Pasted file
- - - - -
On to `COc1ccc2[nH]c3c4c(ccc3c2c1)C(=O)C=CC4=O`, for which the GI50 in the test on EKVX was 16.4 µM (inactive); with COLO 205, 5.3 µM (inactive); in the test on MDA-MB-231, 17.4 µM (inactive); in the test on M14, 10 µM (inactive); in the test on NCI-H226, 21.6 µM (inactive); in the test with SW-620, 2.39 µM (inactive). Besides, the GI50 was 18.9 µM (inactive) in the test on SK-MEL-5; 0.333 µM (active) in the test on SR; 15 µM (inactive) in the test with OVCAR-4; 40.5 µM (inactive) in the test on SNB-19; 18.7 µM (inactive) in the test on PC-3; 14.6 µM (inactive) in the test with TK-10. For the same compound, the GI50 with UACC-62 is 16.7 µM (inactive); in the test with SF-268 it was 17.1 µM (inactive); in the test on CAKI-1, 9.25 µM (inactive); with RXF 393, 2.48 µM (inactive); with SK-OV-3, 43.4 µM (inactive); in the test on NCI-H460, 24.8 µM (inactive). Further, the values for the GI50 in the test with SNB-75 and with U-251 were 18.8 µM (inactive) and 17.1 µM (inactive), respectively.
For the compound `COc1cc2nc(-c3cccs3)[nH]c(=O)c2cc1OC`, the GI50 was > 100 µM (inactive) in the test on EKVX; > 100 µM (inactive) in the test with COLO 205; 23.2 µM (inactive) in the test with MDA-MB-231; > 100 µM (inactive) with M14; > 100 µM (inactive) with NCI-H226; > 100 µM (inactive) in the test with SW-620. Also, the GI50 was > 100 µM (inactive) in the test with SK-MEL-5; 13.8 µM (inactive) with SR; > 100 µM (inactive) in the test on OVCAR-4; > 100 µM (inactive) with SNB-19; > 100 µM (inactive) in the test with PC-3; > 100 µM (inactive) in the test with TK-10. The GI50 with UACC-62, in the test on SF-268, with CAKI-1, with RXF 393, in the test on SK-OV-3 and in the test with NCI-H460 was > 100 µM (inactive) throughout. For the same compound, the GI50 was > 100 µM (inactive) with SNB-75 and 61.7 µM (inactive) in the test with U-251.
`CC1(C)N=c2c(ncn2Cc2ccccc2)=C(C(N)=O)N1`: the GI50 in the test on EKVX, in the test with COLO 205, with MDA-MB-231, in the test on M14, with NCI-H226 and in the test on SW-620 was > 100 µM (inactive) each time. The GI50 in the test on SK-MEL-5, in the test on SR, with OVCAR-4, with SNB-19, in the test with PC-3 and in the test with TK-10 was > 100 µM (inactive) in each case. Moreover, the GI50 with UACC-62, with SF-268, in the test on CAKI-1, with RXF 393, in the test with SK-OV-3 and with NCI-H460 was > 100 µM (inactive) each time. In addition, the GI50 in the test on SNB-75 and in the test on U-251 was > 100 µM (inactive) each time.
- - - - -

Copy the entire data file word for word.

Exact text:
On to `COc1ccc2[nH]c3c4c(ccc3c2c1)C(=O)C=CC4=O`, for which the GI50 in the test on EKVX was 16.4 µM (inactive); with COLO 205, 5.3 µM (inactive); in the test on MDA-MB-231, 17.4 µM (inactive); in the test on M14, 10 µM (inactive); in the test on NCI-H226, 21.6 µM (inactive); in the test with SW-620, 2.39 µM (inactive). Besides, the GI50 was 18.9 µM (inactive) in the test on SK-MEL-5; 0.333 µM (active) in the test on SR; 15 µM (inactive) in the test with OVCAR-4; 40.5 µM (inactive) in the test on SNB-19; 18.7 µM (inactive) in the test on PC-3; 14.6 µM (inactive) in the test with TK-10. For the same compound, the GI50 with UACC-62 is 16.7 µM (inactive); in the test with SF-268 it was 17.1 µM (inactive); in the test on CAKI-1, 9.25 µM (inactive); with RXF 393, 2.48 µM (inactive); with SK-OV-3, 43.4 µM (inactive); in the test on NCI-H460, 24.8 µM (inactive). Further, the values for the GI50 in the test with SNB-75 and with U-251 were 18.8 µM (inactive) and 17.1 µM (inactive), respectively.
For the compound `COc1cc2nc(-c3cccs3)[nH]c(=O)c2cc1OC`, the GI50 was > 100 µM (inactive) in the test on EKVX; > 100 µM (inactive) in the test with COLO 205; 23.2 µM (inactive) in the test with MDA-MB-231; > 100 µM (inactive) with M14; > 100 µM (inactive) with NCI-H226; > 100 µM (inactive) in the test with SW-620. Also, the GI50 was > 100 µM (inactive) in the test with SK-MEL-5; 13.8 µM (inactive) with SR; > 100 µM (inactive) in the test on OVCAR-4; > 100 µM (inactive) with SNB-19; > 100 µM (inactive) in the test with PC-3; > 100 µM (inactive) in the test with TK-10. The GI50 with UACC-62, in the test on SF-268, with CAKI-1, with RXF 393, in the test on SK-OV-3 and in the test with NCI-H460 was > 100 µM (inactive) throughout. For the same compound, the GI50 was > 100 µM (inactive) with SNB-75 and 61.7 µM (inactive) in the test with U-251.
`CC1(C)N=c2c(ncn2Cc2ccccc2)=C(C(N)=O)N1`: the GI50 in the test on EKVX, in the test with COLO 205, with MDA-MB-231, in the test on M14, with NCI-H226 and in the test on SW-620 was > 100 µM (inactive) each time. The GI50 in the test on SK-MEL-5, in the test on SR, with OVCAR-4, with SNB-19, in the test with PC-3 and in the test with TK-10 was > 100 µM (inactive) in each case. Moreover, the GI50 with UACC-62, with SF-268, in the test on CAKI-1, with RXF 393, in the test with SK-OV-3 and with NCI-H460 was > 100 µM (inactive) each time. In addition, the GI50 in the test on SNB-75 and in the test on U-251 was > 100 µM (inactive) each time.